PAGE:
Clasping-leaf Sugarbush

Scientific Name
Protea amplexicaulis (Salisb.) R.Br.
Higher Classification
Common Names
Clasping-leaf Sugarbush (e)
National Status
Status and Criteria
Least Concern
Assessment Date
A.G. Rebelo, H. Mtshali & L. von Staden
Protea amplexicaulis is a widespread and common species that is not in danger of extinction. It is therefore listed as Least Concern.
South African endemic
Provincial distribution
Western Cape
This species is widespread in the mountains of the Western Cape, where it occurs from the Koue Bokkeveld southwards to the Hottentots Holland Mountains, and eastwards along the Langeberg and Riviersonderend Mountains. An isolated subpopulation occurs on the Caledon Swartberg.
Habitat and Ecology
Major system
Major habitats
Overberg Sandstone Fynbos, Kouebokkeveld Shale Fynbos, Breede Shale Fynbos, Elgin Shale Fynbos, Greyton Shale Fynbos, Swartruggens Quartzite Fynbos, Matjiesfontein Quartzite Fynbos, Boland Granite Fynbos, Kogelberg Sandstone Fynbos, North Hex Sandstone Fynbos, North Sonderend Sandstone Fynbos, South Sonderend Sandstone Fynbos, North Langeberg Sandstone Fynbos, South Langeberg Sandstone Fynbos, Cederberg Sandstone Fynbos, Winterhoek Sandstone Fynbos, Hawequas Sandstone Fynbos
It prefers dry, north-facing slopes in montane fynbos, and is rarely recorded on moister south-facing slopes, 200-2000 m. Mature individuals are killed by fires, and only seeds survive. Wind-dispersed seeds are stored in fire-resistant inflorescences, and released after fires. It is pollinated by rodents and insects.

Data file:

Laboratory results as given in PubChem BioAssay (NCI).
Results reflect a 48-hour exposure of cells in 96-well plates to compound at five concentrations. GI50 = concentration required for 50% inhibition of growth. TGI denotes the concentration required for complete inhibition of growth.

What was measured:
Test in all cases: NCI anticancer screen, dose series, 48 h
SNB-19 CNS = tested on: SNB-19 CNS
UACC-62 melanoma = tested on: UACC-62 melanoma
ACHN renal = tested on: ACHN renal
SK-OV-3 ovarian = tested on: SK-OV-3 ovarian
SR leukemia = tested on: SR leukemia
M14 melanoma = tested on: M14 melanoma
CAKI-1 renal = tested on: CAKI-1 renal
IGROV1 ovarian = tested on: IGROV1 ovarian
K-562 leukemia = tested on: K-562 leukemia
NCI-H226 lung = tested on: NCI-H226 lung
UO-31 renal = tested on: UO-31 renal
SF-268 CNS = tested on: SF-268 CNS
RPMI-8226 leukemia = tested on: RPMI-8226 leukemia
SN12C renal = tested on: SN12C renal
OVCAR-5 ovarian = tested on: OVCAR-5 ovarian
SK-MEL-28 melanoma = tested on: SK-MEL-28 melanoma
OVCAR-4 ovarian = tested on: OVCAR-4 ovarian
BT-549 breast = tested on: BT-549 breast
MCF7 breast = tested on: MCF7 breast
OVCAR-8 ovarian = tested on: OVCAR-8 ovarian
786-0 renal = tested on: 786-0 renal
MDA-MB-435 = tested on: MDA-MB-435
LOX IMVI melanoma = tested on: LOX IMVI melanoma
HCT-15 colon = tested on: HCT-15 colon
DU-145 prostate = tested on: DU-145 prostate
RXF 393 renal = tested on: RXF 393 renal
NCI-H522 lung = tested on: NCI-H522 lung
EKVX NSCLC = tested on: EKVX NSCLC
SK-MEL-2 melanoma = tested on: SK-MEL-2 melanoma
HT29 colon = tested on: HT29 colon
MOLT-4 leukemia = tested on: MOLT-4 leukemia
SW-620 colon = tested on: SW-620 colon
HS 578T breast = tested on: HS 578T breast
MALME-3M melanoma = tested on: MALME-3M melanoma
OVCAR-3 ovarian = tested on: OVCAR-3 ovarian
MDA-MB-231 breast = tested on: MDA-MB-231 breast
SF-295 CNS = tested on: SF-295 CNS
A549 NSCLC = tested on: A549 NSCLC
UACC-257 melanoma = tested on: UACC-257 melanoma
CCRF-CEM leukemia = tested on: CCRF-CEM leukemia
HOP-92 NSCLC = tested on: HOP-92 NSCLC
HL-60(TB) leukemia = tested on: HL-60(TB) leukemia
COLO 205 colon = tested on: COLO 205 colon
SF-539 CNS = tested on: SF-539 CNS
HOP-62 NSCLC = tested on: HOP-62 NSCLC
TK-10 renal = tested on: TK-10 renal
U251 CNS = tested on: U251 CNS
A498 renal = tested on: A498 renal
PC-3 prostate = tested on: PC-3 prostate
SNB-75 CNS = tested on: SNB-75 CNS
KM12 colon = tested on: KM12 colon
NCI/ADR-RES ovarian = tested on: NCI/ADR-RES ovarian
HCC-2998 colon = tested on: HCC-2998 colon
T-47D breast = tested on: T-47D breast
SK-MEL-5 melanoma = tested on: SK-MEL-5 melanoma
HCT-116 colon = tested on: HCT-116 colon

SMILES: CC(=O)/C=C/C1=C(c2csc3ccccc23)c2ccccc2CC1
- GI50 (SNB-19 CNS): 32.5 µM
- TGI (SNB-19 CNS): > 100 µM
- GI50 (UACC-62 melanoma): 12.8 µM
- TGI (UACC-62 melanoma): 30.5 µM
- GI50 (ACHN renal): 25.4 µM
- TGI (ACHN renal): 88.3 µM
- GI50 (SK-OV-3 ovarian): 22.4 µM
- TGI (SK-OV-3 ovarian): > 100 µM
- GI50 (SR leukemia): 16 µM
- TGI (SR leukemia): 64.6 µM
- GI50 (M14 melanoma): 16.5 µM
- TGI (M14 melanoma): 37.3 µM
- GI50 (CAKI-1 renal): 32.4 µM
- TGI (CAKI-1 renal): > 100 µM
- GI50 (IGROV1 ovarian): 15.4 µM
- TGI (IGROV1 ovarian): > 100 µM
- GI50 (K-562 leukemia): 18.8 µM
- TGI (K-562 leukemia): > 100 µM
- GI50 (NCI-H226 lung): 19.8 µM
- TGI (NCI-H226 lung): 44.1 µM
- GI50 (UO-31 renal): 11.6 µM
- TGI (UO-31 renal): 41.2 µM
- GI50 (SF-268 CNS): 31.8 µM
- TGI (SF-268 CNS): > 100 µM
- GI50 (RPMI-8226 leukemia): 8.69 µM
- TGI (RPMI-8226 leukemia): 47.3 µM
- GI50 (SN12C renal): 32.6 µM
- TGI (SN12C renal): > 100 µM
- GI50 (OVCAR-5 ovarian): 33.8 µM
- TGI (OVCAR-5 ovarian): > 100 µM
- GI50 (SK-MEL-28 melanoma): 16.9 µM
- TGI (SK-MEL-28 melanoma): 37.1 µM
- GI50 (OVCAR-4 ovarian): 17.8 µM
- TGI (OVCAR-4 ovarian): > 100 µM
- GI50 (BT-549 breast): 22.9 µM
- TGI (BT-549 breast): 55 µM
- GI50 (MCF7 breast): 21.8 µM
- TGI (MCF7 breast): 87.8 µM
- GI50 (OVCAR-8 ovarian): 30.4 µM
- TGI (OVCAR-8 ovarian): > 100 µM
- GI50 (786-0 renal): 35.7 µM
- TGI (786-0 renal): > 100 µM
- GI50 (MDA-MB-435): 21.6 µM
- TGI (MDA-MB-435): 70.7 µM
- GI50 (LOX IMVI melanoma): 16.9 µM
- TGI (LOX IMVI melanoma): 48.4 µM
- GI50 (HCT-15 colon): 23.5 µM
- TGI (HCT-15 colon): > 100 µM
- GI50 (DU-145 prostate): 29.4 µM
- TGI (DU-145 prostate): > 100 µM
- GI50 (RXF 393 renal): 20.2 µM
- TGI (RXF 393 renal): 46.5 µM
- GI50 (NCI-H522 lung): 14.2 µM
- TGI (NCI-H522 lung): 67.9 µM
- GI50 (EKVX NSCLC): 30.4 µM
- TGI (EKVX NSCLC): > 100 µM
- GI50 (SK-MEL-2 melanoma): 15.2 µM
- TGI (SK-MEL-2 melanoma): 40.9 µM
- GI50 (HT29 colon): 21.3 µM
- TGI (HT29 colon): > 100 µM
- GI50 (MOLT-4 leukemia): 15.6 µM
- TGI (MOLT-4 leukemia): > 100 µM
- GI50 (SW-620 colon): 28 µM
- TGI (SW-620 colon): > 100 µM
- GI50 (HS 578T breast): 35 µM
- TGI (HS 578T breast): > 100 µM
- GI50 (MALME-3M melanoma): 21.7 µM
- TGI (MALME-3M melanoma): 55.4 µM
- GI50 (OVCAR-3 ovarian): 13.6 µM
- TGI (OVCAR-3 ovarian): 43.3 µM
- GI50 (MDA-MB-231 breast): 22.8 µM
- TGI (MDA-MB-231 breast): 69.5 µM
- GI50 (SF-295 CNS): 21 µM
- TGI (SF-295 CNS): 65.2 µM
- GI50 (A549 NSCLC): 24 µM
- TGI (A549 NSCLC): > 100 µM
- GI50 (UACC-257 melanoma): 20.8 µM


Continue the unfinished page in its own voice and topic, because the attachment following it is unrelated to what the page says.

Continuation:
Protea amplexicaulis has lost a small proportion (less than 10%) of its habitat to timber plantations in the past, but plantations are no longer expanding, and thus this threat has ceased. It is threatened by competition from dense infestations of alien invasive plants on the southern slopes of the Riviersonderend Mountains and the Caledon Swartberg. Elsewhere in its range, alien invasive plants are present in low densities, and not yet threatening native species. If these are however not controlled, they are likely to increase rapidly over the next 15-20 years to such densities that native species are likely to be outcompeted.

It is locally common in suitable habitat, occurring in dense, extensive stands on northern slopes, and as scattered individuals on south-facing slopes. Although there are localized threats to some subpopulations, no significant ongoing decline is suspected.

Population trend
Assessment History
Taxon assessed
Status and Criteria
Citation/Red List version
Protea amplexicaulis (Salisb.) R.Br.Least Concern Raimondo et al. (2009)

Goldblatt, P. and Manning, J.C. 2000. Cape Plants: A conspectus of the Cape Flora of South Africa. Strelitzia 9. National Botanical Institute, Cape Town.

Raimondo, D., von Staden, L., Foden, W., Victor, J.E., Helme, N.A., Turner, R.C., Kamundi, D.A. and Manyama, P.A. 2009. Red List of South African Plants. Strelitzia 25. South African National Biodiversity Institute, Pretoria.

Rebelo, T. 2001. Sasol Proteas: A field guide to the proteas of southern Africa. (2nd ed.). Fernwood Press, Vlaeberg, Cape Town.

Rebelo, A.G., Mtshali, H. & von Staden, L. 2019. Protea amplexicaulis (Salisb.) R.Br. National Assessment: Red List of South African Plants version . Accessed on 2024/04/17

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Distribution map

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